Best Pond Filter Reviews
Pond pumps are one part of the recipe for a clean pond, but a filter system is arguably the most important thing to look at for clear, healthy water. To keep your fish happy or simply to enjoy the clear water of your outdoor pond, you’re going to need the best pond filter for your type and size of pond. I want to introduce you to the features of pond pumps and help you make the choice for yourself about what is best for you.
Benefits of a High-Quality Pond Filter
Quality filtration makes a huge difference for your pond. You can get a lot of benefits from a better system that’s designed for your type of pond and your needs. Here is what you can expect from the best pond filter systems:
The most obvious benefit of a good filter is that it will clean up the water and turn it from opaque to clear. You’ll be able to enjoy your fish and wildlife more easily while also just being able to admire a beautiful, clear pond in your own yard.
Proper nutrient balance
Filters don’t just make the water look good though, many pond filter types also improve the balance of different types of bacteria in your pond. Ponds have a whole bacteria lifecycle, which is increased even more when you add fish to the water. To keep plant and animal life healthy, you need to help maintain the right balance of nutrients and bacteria.
Mechanical filter types don’t help with this balance, but many pond filters for fish ponds have biological filtration as well that will improve this balance.
Add water features
If your pump doesn’t include anything for a water feature, many filters do. A lot of filter kits come standard with a fountain or waterfall feature that is going to improve the look of your pond and increase the aeration of the water.
Top 5 Pond Filter Reviews Comparison
External or Submersible?
Up to 2500 gallons
500 – 4500 gph
Up to 300 gallons
300 gph pump included in the kit
5000 or 10000 gallons
500 – 5000 gph
Up to 1000 gallons
500 – 4500 gph
Up to 500 gallons
200 – 2000 gph
How to Choose the Best Pond Filter
Here are the main features of pond filters and how they might impact your choice for a good filter:
Submersible or External
Pond filters are not limited to one location. You can choose a filter that is either submersible or external, depending on what you prefer and how you want the area to look. Submersible filters will be disguised in your pond landscape, because they will sit underwater and out of view of the eye. However, they can sometimes require more cleaning, as they may get dirtier over a shorter period of time.
External pond filters may detract from your landscaping around the pond unless you can hide them in the décor. These filters are easier to maintain though, because they are out in the open and can be accessed quickly.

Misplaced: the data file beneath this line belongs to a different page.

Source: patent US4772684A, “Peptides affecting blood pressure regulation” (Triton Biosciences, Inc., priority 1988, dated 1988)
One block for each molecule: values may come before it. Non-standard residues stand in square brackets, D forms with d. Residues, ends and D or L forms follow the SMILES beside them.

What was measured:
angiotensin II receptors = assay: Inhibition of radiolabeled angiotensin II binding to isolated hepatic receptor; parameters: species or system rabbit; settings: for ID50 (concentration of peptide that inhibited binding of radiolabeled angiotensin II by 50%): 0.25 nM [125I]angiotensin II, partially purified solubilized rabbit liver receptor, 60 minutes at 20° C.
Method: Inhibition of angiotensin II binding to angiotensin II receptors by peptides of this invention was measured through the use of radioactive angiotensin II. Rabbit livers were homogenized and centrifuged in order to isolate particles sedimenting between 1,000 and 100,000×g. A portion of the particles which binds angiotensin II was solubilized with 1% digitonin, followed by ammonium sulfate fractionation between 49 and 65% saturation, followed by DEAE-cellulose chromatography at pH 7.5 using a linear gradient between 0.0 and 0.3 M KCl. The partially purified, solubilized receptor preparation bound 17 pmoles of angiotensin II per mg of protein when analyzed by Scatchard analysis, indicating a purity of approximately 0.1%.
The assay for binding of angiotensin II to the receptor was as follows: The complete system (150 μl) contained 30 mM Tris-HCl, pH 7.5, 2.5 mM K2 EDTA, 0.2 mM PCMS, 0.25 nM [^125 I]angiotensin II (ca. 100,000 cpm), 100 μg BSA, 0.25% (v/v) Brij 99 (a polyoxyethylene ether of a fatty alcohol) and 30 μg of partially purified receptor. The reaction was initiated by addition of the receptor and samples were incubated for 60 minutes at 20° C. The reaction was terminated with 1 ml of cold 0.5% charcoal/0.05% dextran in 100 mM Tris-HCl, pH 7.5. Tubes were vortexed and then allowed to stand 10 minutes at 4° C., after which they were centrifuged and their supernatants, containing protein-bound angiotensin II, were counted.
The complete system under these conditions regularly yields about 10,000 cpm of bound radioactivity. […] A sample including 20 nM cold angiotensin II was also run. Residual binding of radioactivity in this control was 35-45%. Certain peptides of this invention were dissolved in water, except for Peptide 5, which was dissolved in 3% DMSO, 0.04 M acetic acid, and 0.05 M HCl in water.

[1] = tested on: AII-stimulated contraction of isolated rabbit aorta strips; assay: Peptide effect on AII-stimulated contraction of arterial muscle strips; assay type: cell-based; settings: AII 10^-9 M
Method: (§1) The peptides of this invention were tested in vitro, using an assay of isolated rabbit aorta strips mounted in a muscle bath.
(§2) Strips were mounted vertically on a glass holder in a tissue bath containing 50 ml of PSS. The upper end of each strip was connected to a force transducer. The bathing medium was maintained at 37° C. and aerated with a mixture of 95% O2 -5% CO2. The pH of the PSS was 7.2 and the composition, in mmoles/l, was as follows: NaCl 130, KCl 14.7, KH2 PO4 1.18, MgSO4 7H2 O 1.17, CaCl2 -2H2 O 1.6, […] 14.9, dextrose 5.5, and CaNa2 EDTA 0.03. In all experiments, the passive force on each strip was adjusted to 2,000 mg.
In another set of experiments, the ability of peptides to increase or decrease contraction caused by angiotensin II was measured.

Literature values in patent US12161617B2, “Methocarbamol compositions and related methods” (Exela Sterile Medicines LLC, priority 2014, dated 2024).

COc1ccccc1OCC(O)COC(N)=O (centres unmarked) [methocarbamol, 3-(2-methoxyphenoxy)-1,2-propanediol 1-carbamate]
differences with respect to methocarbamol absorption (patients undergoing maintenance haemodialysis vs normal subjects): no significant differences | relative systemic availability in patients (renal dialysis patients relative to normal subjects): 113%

This should be one of your main concerns when it comes to choosing a filter. There are two things to consider: your pond size and your fish load. Pond size is easy to know if you have a pre-made pond, but you’ll have to do a bit of simple math for a natural pond. Choose a filter that is capable of handling at LEAST your pond’s estimated volume, if not greater than that.
The other thing to look at besides the actual or estimated volume of your pond is the fish load. The more fish you have, the heavier the workload for the filter because fish change the bacterial and physical climate of the pond. If you have a small fish load, you can get a filter rated for your pond size or very close to it. However, if you have a larger fish load, you need a filter that’s rated for a larger pond than yours, so it can keep up with all the extra filtration needs.
3 basic types of filtration exist: mechanical, biological, and chemical. It’s rare to find a chemical filter for a pond, although not impossible. The main types you’ll find for ponds are mechanical and biological. A lot of modern filters combine both of these methods for even more thorough results.
Mechanical filtration focuses on small or large debris pieces in the water itself. It’s useful for keeping the water clear and helps catch all the nasty dirt that might get stuck in your pond over time from the fish or from natural causes. Biological filtration focuses more on the bacterial makeup of the water, helping you balance it out and make your pond a healthy environment for fish.
Chemical filtration is more useful if you have a pond that may be contaminated with an organic or inorganic pollutant that is bad for the watery environment. This type of filtration isn’t necessary for most ponds, but can be essential in areas with some sort of chemical pollution risk.
For your water to look even better and clearer, a UV clarification system may be part of the filter. What this does is shines a strong UV light into the water intake pipe, causing algae to clump up together into large pieces. Large algae pieces more easily get caught in mechanical filtration, so you can have a cleaner pond that’s free of small algae as well as debris and other particles.
Most filters have a fairly standard maintenance routine, but it’s a good idea to know what that is before your go and buy a filter. The last thing you want is to but something that’s going to take a lot more maintenance than you anticipated. It’s nice to be able to enjoy your pond without having to constantly mess with it to have it stay clean!
Choosing the best pond filter will make a big difference, so consider the information carefully before making a selection. Personally, I would recommend the Best Choice Products Bio Filter as a great selection for a lot of pond owners. It offers biological filtration and UV water clarification for small to medium ponds up to 2500 gallons. Many different pumps are compatible with it, the maintenance is easy, and it is easy to install externally nearby your pond.